Forgotten Failures

Abraham Wald was a Hungarian Jew who fought in WWII and was responsible for untold numbers of pilots and crew members coming back alive from engagements over Europe. He did all this from an office in New York City. His weapons were mathematics and statistics, and his battlefield was data used to create solutions to real battlefield problems.

When American planes came back from missions, they were riddled with bullet holes. They gathered data on where the holes were and then asked the Statistical Research Group (SRG), where Wald spent much of WWII, to help them optimize where to armor the planes. Armor is heavy and caused the planes to use more fuel and be less maneuverable, so it had to be used sparingly. You can get away with less armor if you concentrate it on the areas of greatest need, so they asked Wald and his team to analyze the data and recommend where to put it.

The data showed that the planes were hit most often in the fuselage, the wings, and the tail. Wald looked at the data and realized something was missing. The data was from planes that had returned. So where were the bullet holes on the planes that didn’t return? He surmised that the planes that failed to make it home were hit in places where the planes that did make it weren’t hit. The armor needed to go where the bullet holes weren’t—the engines.

This is a textbook example of Survivorship Bias, a common error in logic that creates a distortion in how we see the world. It occurs when we focus on the success stories and do not consider failures. We look at the college dropout turned billionaire and falsely assume that anyone who works hard enough and has a good enough idea can succeed. In doing so, we simply forget that for every success there are tens of thousands of failures.

Forgetting about the failures leads us to ignore what statisticians call “the base rate,” the probability of a given result. If you play roulette, you can expect to win one out of 38 games, or 2.63%. That is the base rate. If you mistake winning as the rule instead of the rare exception that it is, you will lose a lot of money playing.

Survivorship bias also messes with how we understand cause and effect. Stories of people who beat the odds lead us to see correlation where there is mere coincidence. Most businesses fail. Most people do not become wealthy or famous. Most risks lead to loss. Does this mean we should not try? No. It means we should be realistic.

There is no easy way to overcome survivorship bias. I would love to give you “Three Easy Steps to Success in Overcoming Survivorship Bias,” but by now you understand that this would almost certainly be an oxymoron. Overcoming any cognitive bias takes hard work and honest self-reflection. This is true for individuals and equally true for organizations.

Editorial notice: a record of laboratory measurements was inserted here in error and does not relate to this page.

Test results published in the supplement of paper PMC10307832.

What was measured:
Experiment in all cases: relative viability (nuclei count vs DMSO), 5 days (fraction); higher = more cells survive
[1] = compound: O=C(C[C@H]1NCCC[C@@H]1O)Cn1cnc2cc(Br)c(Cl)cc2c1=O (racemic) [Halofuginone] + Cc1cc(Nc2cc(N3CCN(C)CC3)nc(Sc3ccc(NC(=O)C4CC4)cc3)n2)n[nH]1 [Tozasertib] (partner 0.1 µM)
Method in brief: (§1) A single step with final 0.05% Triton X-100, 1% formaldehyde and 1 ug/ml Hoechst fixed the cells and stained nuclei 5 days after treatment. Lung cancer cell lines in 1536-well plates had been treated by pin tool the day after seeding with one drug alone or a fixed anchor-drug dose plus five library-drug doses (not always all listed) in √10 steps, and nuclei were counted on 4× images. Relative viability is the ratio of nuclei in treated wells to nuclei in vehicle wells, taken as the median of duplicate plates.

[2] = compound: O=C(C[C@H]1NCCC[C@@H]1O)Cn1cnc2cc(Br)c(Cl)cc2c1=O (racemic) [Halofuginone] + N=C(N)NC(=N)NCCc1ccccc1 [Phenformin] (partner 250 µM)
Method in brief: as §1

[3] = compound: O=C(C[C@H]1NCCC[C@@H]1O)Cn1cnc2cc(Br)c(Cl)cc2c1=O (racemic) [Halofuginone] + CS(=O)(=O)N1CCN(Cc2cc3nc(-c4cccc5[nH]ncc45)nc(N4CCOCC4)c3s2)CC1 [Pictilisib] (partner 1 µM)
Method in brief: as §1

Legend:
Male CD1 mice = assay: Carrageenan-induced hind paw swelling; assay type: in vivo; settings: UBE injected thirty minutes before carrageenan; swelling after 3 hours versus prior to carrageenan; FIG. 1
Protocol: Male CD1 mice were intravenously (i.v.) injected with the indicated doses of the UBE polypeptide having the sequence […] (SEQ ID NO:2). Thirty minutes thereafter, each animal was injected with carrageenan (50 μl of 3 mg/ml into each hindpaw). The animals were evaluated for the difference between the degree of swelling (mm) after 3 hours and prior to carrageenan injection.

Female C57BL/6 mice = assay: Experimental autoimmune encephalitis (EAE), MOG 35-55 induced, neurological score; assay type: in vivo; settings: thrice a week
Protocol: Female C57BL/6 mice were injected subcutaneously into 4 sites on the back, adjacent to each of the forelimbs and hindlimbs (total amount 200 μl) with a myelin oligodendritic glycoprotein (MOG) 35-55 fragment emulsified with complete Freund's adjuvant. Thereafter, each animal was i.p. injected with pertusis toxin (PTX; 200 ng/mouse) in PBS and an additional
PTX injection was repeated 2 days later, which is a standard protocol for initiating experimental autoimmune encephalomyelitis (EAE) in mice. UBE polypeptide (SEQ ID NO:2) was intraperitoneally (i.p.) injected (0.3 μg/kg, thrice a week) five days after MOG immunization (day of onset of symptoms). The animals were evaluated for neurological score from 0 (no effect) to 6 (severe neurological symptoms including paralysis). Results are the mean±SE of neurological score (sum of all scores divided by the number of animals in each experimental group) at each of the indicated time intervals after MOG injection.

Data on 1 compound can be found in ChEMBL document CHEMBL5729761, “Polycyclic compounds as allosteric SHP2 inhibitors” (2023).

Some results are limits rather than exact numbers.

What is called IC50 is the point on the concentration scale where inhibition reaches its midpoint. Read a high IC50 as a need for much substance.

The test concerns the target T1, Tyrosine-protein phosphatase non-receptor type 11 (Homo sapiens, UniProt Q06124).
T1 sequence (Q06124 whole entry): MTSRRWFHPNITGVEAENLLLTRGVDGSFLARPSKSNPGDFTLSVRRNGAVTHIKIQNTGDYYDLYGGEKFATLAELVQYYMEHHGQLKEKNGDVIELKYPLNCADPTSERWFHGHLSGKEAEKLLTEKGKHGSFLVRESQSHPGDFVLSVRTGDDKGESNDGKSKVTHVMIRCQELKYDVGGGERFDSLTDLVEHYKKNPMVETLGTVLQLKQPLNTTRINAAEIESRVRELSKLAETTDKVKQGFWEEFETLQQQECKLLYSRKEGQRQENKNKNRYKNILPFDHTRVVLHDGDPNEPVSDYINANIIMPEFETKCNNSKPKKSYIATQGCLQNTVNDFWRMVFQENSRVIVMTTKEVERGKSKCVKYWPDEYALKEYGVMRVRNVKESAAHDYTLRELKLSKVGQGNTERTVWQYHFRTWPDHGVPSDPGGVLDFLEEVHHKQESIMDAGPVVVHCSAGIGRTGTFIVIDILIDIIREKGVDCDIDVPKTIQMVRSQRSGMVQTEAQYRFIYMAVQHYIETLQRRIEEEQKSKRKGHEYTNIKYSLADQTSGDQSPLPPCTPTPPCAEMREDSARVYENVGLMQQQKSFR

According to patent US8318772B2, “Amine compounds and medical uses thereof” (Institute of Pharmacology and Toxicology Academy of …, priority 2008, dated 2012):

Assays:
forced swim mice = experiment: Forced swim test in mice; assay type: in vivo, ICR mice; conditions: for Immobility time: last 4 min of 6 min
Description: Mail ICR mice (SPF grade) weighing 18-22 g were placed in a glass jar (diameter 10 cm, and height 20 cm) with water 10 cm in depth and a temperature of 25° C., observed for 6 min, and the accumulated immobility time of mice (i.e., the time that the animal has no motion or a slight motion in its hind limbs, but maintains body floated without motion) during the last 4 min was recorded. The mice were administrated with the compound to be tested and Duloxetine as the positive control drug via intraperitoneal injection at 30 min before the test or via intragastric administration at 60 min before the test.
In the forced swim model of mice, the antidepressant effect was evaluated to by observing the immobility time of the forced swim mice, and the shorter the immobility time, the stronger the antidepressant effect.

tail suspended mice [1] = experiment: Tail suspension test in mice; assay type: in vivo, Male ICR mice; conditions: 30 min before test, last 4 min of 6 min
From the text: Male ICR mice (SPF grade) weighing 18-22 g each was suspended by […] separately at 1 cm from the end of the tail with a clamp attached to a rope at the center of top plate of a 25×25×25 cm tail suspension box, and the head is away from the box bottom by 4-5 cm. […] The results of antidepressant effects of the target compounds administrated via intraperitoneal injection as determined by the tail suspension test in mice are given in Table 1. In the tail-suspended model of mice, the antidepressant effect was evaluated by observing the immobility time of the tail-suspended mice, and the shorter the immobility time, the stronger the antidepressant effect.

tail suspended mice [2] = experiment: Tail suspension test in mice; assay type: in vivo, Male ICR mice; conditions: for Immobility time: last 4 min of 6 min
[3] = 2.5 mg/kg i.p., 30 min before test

A good place to start is to practice asking ourselves what is missing from the data we are seeing. Are we excluding things we don’t like, things we fear, things that are not popular? Like Wald, we need to be open to a solution set that is found in the holes in our data (see what I did there?)

Another thing we can do is to memorialize our failures and research the failures of others. If we are launching a product, let’s find out why other product launches (ours or other’s) failed. If we are buying another company, let’s study the most statistically relevant reasons acquisitions fail. If we are planning a change in our processes, let’s study examples of change management ideas that didn’t create buy-in and effect change.

Failure is far more likely than success, so we should not be ashamed to fail, but we should be ruthless about learning from our failures. Like Wald, we must not look at just what we can see. We must consider all the things that started on the same path but didn’t make it.

I am not opposed to optimism. I believe in our vision, and I believe we will overcome the unforeseen obstacles and succeed. I must, or I wouldn’t keep leading. If I take my responsibility as a leader seriously, I am compelled to be honest about the “base rate” and not forget the failures, ours and others, that have so much to teach us. I agree with the stoics in this ideal which is best summed up in this quote by Marcus Aurelius, “You have power over your mind, not outside events. Realize this and you will find strength.” Let’s not forget failure as we strive for success and embody The Kimray Way.